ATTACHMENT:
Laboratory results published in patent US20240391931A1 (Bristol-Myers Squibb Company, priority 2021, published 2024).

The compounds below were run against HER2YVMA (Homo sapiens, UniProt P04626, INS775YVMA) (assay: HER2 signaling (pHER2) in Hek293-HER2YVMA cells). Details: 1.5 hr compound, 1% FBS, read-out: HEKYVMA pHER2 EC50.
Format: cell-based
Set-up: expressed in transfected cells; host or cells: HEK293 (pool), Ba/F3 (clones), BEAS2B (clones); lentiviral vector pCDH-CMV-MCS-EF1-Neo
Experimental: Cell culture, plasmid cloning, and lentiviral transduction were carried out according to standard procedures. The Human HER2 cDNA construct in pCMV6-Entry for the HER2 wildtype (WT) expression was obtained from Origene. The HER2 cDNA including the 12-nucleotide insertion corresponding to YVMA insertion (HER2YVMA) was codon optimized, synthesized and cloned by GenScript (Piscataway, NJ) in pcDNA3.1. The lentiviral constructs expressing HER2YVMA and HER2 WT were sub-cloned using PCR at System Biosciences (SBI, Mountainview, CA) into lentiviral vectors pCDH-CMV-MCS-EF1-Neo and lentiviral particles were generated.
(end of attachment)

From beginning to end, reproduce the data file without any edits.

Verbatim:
Laboratory results published in patent US20240391931A1 (Bristol-Myers Squibb Company, priority 2021, published 2024).

The compounds below were run against HER2YVMA (Homo sapiens, UniProt P04626, INS775YVMA) (assay: HER2 signaling (pHER2) in Hek293-HER2YVMA cells). Details: 1.5 hr compound, 1% FBS, read-out: HEKYVMA pHER2 EC50.
Format: cell-based
Set-up: expressed in transfected cells; host or cells: HEK293 (pool), Ba/F3 (clones), BEAS2B (clones); lentiviral vector pCDH-CMV-MCS-EF1-Neo
Experimental: Cell culture, plasmid cloning, and lentiviral transduction were carried out according to standard procedures. The Human HER2 cDNA construct in pCMV6-Entry for the HER2 wildtype (WT) expression was obtained from Origene. The HER2 cDNA including the 12-nucleotide insertion corresponding to YVMA insertion (HER2YVMA) was codon optimized, synthesized and cloned by GenScript (Piscataway, NJ) in pcDNA3.1. The lentiviral constructs expressing HER2YVMA and HER2 WT were sub-cloned using PCR at System Biosciences (SBI, Mountainview, CA) into lentiviral vectors pCDH-CMV-MCS-EF1-Neo and lentiviral particles were generated.